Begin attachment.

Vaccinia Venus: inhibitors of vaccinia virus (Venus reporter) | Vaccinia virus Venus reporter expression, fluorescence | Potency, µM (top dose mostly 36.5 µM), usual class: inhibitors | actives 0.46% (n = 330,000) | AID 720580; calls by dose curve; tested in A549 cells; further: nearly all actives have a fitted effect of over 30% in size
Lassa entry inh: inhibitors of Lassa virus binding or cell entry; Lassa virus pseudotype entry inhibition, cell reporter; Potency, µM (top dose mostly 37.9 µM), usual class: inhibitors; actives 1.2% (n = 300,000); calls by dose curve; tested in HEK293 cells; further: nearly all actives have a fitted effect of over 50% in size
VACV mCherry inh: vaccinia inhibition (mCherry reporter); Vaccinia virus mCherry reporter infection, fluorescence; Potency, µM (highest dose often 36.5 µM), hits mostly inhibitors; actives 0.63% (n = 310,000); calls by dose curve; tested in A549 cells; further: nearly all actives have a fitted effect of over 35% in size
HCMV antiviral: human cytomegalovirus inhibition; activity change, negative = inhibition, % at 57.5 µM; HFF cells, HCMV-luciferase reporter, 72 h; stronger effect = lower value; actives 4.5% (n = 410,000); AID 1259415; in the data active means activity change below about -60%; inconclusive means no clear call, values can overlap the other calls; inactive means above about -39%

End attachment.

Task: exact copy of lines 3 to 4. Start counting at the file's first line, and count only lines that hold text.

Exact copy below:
VACV mCherry inh: vaccinia inhibition (mCherry reporter); Vaccinia virus mCherry reporter infection, fluorescence; Potency, µM (highest dose often 36.5 µM), hits mostly inhibitors; actives 0.63% (n = 310,000); calls by dose curve; tested in A549 cells; further: nearly all actives have a fitted effect of over 35% in size
HCMV antiviral: human cytomegalovirus inhibition; activity change, negative = inhibition, % at 57.5 µM; HFF cells, HCMV-luciferase reporter, 72 h; stronger effect = lower value; actives 4.5% (n = 410,000); AID 1259415; in the data active means activity change below about -60%; inconclusive means no clear call, values can overlap the other calls; inactive means above about -39%